Craig Turp (CT): Why do we need the Emerging Europe Awards in the first place?
Andrew Wrobel (AW): Well, I would start by defining the word ‘emerging’, which is very often linked to economic development and fast-growing markets. Our understanding is far broader and refers to other aspects such as heritage, history, society and the region’s image.
When we look at where the majority of countries are now, less than three decades since the fall of the Iron Curtain, we see enormous potential going forward. At the same time, awareness about the region is low. That is why we believe they need to emerge into the public consciousness.
Emerging Europe’s mission is to contribute to the social, economic and democratic growth of our 23 countries. What we want to achieve with the awards is to recognise excellence and best practices and encourage organisations to reach out for more.
CT: So how about the categories?
AW: There are twelve categories divided into three groups: image building, social and economic growth. We also have two special categories for individuals who have contributed to the region’s growth; one originating from the region and one from outside the region.
We strongly believe in the region and we know it deserves more attention.
CT: Is this also why you are bringing journalists from across CEE to London for the event?
Richard Stephens (RS): This is certainly one of the major reasons. The awards are, ultimately, about rewarding excellence and highlighting best practice across the region. We want to show the best of CEE and we want to help raise standards, and inviting leading journalists from major titles is an effective way of doing this. We also want to generate discussion about where the CEE region is heading, and well-informed journalists are great for discussions of this type — and then spreading the word afterwards. It’s also great for our contacts across the region.
CT: One category stands out — the investment promotion agency of the year. Why did you decide to include it?
AW: We hear governments across the region inviting foreign investors and assuring them that they can count on their assistance. We decided to check that. We have developed a methodology based on the World Bank’s best practices and we have looked at three major aspects: communications, as the website is the first point of contact with potential foreign investors; then enquiry handling, and finally, investors’ feedback.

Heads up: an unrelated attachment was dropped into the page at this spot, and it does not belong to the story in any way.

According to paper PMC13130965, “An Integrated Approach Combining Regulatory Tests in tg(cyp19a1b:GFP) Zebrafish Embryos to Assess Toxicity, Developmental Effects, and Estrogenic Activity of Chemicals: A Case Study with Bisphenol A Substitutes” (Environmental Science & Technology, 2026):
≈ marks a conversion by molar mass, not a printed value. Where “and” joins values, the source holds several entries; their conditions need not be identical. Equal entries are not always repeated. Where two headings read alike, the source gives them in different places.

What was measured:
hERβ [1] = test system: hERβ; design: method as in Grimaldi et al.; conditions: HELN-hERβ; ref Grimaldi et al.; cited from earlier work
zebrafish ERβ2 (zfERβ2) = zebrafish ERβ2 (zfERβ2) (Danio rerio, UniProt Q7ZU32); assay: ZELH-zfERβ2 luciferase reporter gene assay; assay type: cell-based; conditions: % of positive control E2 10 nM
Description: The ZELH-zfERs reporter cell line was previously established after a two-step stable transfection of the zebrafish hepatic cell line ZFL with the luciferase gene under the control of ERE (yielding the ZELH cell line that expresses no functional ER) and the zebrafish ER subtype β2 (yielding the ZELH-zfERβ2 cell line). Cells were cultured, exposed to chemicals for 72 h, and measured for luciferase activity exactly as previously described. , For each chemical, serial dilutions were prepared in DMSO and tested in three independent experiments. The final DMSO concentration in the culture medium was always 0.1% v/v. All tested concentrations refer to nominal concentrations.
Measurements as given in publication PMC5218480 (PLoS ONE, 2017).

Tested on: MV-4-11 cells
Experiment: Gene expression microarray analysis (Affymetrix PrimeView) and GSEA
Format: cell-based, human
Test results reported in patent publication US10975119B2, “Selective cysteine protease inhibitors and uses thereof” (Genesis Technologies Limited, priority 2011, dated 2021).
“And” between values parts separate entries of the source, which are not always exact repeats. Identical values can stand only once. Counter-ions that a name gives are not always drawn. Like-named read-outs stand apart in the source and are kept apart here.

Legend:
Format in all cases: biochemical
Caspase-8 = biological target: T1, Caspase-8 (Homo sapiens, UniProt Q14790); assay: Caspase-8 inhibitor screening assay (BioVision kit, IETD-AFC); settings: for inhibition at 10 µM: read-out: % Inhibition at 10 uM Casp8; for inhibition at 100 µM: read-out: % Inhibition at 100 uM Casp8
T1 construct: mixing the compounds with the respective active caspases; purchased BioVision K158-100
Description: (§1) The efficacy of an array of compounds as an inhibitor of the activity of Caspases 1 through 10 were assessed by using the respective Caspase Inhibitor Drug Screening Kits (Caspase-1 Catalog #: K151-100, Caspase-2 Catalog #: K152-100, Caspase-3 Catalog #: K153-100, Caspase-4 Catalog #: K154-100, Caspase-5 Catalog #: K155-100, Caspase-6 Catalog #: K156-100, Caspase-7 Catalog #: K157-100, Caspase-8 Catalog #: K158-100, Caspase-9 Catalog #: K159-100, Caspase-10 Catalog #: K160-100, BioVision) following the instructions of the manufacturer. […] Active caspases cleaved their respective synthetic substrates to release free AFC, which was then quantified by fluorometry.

There will be one winner in the category but we are going to announce the Top 10 investment promotion agencies. We are also going to release a white paper, highlighting best practices in the region.
CT: So organisations from across the region can apply in nine different categories?
RS: Correct. The application process, which is free of charge, has already started and will last for several weeks, for everyone to take as much time as they need to apply. We will announce nominees in April and the Awards ceremony will take place on June 22 at the European Bank for Reconstruction and Development’s headquarters in London. There is a larger programme planned before the ceremony. Also, on the evening before, June 21, we are organising a reception at the Houses of Parliament, with a special guest, Greg Hands, UK Minister for Trade and Investment and Minister for London.
We have a large and varied jury from a range of countries and professions; our jurors are the most senior people in their companies and are experts in the category in question. Because of this, it would be difficult to get everyone to meet in one place. But we find it rather positive, because voting by yourself encourages independence. When people get in a room together, they can influence each other. This isn’t necessarily wrong, but we want everyone to make up their own mind